Freytag’s Pyramid: Definitions and Examples of Dramatic Structure
by Kitty Turner
Who Was Gustav Freytag?
Gustav Freytag was a hugely popular German author and playwright active from 1840 to 1870. He was an admirer of Shakespeare and 19th-century French dramatists. The five-act structure common in classic plays and novels of the time led him to write The Technique of Drama (Die Technik des Dramas), where he published his visual representation of the shapes of stories, that we now know as Freytag’s Pyramid.
What is Freytag’s Pyramid?
Freytag’s Pyramid is a framework used to analyze and outline the dramatic structure of stories from beginning to end. Although the pyramid is not a one-size-fits-all solution for narrative fiction, a story missing one or more of the elements in Freytag’s pyramid can feel incomplete, or can fail to engage.
Freytag’s Pyramid consists of five parts, corresponding to five acts in a story:
The pyramid also includes the Inciting Incident and the Resolution as important catalyst points for the plot. The pyramid elicits reader engagement by establishing a foundation of who, where, and when, then continuing on through rising conflict to a climax, and finally arriving at a conclusion with a profound sense of satisfaction.
Predating Freytag by more than two thousand years, Aristotle wrote in his Poetics that the unified plot structure in a drama is shaped like a pyramid, suggesting that a play should should have a beginning, middle, and end. Freytag expanded on Aristotle’s three-act structure to create his five-act pyramid.
1. Freytag’s Pyramid begins with exposition
Exposition has earned a bad name, and wrongly so. A novel without exposition would be a boring one indeed. In fact, exposition needs to be used sparingly and with an understanding of its purpose: to explain. As a writer, you never want to plunge a reader straight into a confusing situation. Instead, begin in action while grounding the reader in time, place, and other constructive narratives.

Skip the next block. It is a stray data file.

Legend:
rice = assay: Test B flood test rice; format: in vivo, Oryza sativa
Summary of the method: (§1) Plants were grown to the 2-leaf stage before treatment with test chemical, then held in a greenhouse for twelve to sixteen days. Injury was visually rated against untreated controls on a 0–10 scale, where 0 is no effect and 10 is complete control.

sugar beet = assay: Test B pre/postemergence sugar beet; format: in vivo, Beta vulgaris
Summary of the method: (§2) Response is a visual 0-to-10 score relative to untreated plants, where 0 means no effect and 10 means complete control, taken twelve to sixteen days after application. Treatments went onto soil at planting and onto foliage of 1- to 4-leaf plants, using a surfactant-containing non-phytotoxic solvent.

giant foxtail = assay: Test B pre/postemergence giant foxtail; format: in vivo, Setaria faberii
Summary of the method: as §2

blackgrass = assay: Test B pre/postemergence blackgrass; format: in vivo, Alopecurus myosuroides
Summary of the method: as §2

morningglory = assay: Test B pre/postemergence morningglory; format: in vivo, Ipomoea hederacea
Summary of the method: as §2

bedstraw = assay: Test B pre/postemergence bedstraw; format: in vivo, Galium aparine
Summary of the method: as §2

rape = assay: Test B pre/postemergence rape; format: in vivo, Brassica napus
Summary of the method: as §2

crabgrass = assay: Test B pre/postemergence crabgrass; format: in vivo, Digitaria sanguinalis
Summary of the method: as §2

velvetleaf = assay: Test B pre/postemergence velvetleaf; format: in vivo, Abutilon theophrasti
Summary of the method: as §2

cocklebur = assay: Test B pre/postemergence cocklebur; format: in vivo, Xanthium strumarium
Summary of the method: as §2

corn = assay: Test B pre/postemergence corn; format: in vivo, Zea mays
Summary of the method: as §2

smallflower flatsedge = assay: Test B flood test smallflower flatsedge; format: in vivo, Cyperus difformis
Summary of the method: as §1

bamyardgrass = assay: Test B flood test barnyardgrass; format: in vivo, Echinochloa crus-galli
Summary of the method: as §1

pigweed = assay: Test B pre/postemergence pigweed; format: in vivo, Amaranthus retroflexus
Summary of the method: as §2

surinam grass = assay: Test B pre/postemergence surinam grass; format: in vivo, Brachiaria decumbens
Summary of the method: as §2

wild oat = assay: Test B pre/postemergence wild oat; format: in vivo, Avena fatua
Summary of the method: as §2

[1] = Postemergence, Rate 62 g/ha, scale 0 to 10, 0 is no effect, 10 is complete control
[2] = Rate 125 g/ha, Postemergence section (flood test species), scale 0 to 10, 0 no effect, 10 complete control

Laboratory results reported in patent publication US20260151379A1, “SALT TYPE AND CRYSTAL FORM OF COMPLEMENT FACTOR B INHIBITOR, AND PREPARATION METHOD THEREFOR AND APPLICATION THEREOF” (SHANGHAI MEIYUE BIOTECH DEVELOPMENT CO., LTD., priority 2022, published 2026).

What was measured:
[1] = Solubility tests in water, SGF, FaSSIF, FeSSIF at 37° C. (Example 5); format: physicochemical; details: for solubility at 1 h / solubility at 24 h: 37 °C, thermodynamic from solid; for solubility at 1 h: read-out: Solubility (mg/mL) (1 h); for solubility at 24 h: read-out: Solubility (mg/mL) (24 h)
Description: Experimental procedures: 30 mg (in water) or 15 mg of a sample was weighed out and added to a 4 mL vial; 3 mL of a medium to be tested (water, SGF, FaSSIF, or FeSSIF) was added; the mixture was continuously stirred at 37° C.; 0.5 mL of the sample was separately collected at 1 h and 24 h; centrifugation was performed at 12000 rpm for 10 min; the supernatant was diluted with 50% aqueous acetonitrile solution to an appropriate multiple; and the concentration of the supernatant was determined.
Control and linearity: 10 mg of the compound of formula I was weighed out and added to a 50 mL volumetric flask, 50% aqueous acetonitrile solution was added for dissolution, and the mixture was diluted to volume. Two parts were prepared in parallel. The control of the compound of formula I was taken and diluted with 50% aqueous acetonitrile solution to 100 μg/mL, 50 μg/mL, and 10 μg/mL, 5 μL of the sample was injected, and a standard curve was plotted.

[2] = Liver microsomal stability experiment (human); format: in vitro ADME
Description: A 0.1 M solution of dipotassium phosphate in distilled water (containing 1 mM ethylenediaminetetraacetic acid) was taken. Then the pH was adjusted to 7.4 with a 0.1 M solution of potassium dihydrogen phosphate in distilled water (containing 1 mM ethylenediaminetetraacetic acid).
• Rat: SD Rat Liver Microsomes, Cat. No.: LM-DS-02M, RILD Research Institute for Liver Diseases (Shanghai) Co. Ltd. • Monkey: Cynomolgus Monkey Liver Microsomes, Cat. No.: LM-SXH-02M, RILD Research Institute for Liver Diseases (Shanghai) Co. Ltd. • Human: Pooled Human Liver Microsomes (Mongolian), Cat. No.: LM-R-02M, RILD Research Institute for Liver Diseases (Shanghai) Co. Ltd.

When implementing Freytag’s Pyramid, the story’s beginning is the ground on which you lay the foundation for your reader. The first page, or even the first sentence, is where you orient the reader by establishing the theme, setting, and by introducing the main characters.
Like writing a pitch, you need to grab the reader’s attention by immersing them in the world you’re about to build. Transport them from their armchairs to the middle of the battlefield, or the deck of a boat in a storm. Be specific and be clear.
Example: Exposition in a classic fairy tale
To illustrate Freytag’s Pyramid in action, let’s see how a classic fairy tale uses it. In Hansel and Gretel, the story begins with exposition: Two young children are starved and abused by their stepmother. Their birth mother is dead, and their browbeaten father takes the side of his new wife. Hansel and Gretel are desperate to solve this unbearable situation.
The inciting incident in Freytag’s Pyramid
The inciting incident is the hook within the exposition. The transition from exposition to the inciting incident forms the first act. After the exposition, present a conflict that must be resolved—a point of no return.
Example: Hansel and Gretel’s Inciting Incident
In Hansel and Gretel, the inciting incident is the children’s miserable life at home driving them to flee into the woods in search of food.
2. Build tension with rising action
After the inciting incident, build layers of tension, complexity, uncertainty, and suspense in the second act. The antagonist and supporting characters are introduced. Now is the time to investigate, present backstories, and explore your characters’ motives. This will probably be the lengthiest part of your work.
To test if your action is rising, ask yourself: are my characters moving or attempting to move, either physically or mentally? Typically, this movement involves overcoming a series of obstacles that delay your characters from achieving their overall goals, and hint at the reversal that will occur during the falling action. From the frying pan, into the fire!
An extra element that sometimes appears in the second act is the crisis. Unlike the inciting incident, the crisis is often an internal emotional or psychological event, and a reaction to meeting with the antagonist or a frustrating obstacle.
Rising action is what drives your characters and story to its dramatic climax at the top of Freytag’s Pyramids.
Example: Rising Action in Which the Witch Captures the Children
Hansel and Gretel use breadcrumbs to mark their path, but when they turn back, the trail is gone—the birds have eaten the crumbs. It’s getting dark, they’re starving and cold, animals are all around them, and they’re lost. In the woods they find a hut made of candy, inhabited by a witch. The witch lures the children inside, capturing them. Hansel is imprisoned and Gretel is enslaved.
3. The pinnacle of Freytag’s Pyramid: the climax